If the deals go through, and according to All Things Digital it's to be announced today, it will have massive repercussions within the search industry and bring the concept of real-time search into the mass market.
Advantage over Google
Currently there are only a number of small providers who provide real-time search options – OneRiot being one of the most popular – but it's been well documented that this is where the future of search is going.
With Bing ready and waiting to tap the power of the Facebook and Twitter zeitgeist, it will give them an interesting advantage over its biggest rival Google.
All Things Digital is reporting that Microsoft Digital Head Qi Lu will announce the deal at the Web 2.0 Summit "in the next few hours".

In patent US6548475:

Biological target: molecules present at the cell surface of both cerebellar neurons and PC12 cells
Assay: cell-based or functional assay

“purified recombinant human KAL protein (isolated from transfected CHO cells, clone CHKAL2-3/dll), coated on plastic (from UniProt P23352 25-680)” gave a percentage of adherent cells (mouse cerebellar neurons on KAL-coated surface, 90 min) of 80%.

While it is not expected that the Twitter and Facebook integration will happen for a number of months, it might take this long for the companies to sort out the privacy issues. Twitter users may be happy to tell everyone everywhere what they have had for dinner that day, but Facebook is mainly a private website and one that has had its fair share of privacy problems.
More to follow…
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Marc Chacksfield is the Editor In Chief, Shortlist.com at DC Thomson. He started out life as a movie writer for numerous (now defunct) magazines and soon found himself online - editing a gaggle of gadget sites, including TechRadar, Digital Camera World and Tom's Guide UK. At Shortlist you'll find him mostly writing about movies and tech, so no change there then.